A Sikh family has threatened to take legal action against the UK government after allegedly being subjected to racial discrimination at the Windsor Castle last year, according to reports.
36-year-old Rupinder Kaur and her turban-wearing husband claimed that two British Army guards laughed at them and showed them the middle finger as they were walking alongside the castle's wall along with their two-year-old child.
The guards were apparently standing in a palace window and made "We are watching you" gestures as well.
The family then lodged a complaint at the Royal Collection Trust, which operates the palace, and the Ministry of Defence (MOD), which bears responsibility for the guards.
Apology from 'top-ranking lieutenant'
Kaur claims they got an apology on email from a top-ranking lieutenant.
"The claimant believes that the sole reason for being targeted and singled out by the soldiers was because of their skin colour and the fact that her husband was wearing a turban," a letter sent from the family's solicitors to the Government Legal Department in January 2022 read.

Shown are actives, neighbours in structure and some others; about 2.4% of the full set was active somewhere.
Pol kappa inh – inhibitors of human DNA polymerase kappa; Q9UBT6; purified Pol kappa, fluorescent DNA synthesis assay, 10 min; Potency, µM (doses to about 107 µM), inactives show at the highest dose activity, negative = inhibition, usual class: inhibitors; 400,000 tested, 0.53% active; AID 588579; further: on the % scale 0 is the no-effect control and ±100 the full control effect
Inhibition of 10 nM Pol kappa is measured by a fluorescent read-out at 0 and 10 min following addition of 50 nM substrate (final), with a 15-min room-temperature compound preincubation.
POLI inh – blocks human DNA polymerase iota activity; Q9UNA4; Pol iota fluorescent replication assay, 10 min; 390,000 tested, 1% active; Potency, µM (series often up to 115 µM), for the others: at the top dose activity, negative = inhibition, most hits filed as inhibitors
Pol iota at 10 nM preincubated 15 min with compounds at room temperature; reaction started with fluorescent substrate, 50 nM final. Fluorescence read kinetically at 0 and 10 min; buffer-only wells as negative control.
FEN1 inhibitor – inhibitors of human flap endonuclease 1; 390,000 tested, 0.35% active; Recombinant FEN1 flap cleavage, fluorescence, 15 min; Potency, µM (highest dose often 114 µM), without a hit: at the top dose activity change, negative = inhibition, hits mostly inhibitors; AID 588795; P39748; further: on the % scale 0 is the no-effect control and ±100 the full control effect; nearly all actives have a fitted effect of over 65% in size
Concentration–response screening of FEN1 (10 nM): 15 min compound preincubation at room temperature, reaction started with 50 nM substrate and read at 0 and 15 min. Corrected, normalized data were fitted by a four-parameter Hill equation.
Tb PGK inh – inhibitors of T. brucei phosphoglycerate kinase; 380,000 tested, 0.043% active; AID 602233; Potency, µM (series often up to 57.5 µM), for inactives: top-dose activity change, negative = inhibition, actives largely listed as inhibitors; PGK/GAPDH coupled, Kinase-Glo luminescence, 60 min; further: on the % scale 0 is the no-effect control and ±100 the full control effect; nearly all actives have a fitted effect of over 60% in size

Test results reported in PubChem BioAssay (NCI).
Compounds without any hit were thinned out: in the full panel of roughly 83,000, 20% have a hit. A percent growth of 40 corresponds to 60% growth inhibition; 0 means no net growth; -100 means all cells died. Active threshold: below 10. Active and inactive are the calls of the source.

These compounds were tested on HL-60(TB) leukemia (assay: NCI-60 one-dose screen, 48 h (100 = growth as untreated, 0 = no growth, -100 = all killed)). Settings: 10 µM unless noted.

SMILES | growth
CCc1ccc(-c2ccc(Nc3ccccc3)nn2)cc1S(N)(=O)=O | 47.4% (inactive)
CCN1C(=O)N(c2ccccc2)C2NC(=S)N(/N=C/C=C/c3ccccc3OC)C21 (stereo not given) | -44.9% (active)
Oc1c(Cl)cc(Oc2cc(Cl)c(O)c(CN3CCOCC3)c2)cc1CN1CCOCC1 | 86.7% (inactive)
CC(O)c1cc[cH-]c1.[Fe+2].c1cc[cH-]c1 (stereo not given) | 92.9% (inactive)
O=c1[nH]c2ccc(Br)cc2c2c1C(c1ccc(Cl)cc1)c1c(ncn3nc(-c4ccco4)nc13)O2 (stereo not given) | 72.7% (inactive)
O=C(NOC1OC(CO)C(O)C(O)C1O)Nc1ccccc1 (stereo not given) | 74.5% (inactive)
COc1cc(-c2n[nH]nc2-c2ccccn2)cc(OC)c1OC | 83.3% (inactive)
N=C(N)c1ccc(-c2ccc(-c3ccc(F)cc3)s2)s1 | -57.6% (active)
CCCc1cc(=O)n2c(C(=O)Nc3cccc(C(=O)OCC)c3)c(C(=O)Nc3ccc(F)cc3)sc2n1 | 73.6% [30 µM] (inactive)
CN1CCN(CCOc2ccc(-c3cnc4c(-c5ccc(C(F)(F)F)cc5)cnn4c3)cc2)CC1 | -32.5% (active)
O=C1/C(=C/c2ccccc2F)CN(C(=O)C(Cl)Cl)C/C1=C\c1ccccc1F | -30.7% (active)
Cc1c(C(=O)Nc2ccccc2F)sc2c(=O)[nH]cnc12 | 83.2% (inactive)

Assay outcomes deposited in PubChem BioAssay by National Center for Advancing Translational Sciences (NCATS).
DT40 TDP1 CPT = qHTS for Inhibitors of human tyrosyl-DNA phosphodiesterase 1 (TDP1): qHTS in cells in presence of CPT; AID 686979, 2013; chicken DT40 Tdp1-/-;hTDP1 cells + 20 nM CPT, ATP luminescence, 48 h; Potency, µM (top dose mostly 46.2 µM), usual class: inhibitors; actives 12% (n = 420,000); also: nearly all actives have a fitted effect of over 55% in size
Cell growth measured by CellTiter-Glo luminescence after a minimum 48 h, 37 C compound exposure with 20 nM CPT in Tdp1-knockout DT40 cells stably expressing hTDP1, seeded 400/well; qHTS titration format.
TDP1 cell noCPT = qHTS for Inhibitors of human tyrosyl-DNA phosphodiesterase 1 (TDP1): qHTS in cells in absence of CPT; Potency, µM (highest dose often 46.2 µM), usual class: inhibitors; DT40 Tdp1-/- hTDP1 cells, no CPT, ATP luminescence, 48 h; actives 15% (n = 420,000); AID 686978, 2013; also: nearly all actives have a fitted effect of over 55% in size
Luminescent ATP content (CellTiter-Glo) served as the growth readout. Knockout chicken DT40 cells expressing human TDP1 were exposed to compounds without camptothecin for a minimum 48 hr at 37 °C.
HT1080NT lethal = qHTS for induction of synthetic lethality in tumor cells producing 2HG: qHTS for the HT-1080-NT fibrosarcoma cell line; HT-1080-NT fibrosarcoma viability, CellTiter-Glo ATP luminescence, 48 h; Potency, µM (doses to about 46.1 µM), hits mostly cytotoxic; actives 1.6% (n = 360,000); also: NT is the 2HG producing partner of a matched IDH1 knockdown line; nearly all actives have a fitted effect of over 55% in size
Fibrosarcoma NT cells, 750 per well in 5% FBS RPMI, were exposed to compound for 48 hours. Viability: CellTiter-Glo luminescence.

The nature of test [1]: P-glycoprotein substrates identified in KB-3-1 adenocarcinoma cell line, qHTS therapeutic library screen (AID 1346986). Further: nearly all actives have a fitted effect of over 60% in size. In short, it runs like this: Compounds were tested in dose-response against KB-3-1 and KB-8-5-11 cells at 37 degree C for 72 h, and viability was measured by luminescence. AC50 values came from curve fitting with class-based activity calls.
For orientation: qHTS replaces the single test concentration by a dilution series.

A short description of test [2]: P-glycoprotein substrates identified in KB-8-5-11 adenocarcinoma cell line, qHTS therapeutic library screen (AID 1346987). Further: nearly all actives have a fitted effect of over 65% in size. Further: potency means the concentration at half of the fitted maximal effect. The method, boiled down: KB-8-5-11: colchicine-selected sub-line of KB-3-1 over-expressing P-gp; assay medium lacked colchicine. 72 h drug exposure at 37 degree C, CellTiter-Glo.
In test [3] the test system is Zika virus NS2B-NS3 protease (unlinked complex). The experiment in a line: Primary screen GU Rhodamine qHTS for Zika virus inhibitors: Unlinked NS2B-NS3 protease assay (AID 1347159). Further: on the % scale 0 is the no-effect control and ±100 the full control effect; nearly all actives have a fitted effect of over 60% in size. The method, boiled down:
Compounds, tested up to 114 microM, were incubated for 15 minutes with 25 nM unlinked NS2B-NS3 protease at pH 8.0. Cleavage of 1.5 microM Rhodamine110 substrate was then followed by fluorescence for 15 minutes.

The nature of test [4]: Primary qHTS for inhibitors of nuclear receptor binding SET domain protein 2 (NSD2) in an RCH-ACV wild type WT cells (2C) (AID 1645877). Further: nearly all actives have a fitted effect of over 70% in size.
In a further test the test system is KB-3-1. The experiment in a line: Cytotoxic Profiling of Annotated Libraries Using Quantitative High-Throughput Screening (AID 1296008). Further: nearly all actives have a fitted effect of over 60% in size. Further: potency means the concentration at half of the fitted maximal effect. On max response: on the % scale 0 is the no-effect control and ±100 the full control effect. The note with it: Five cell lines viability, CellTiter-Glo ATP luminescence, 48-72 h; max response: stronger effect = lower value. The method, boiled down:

In a reply in June 2002, the government's lawyers denied any knowledge of the incident and stated that the lieutenant's apology was "not an admission of liability".
"It is disappointing (that) the Government Legal Department has denied any record of this incident. First, the lieutenant who investigated the incident apologised, but then the Government Legal Department denied it happened, asking me to prove it. Why apologise at all if there was nothing to apologise for?" Rapinder Kaur told The Independent.
"I feel that there is a level of protection afforded to individuals within certain institutions, which does not apply to people like us, minorities," she rued. (With IANS inputs)
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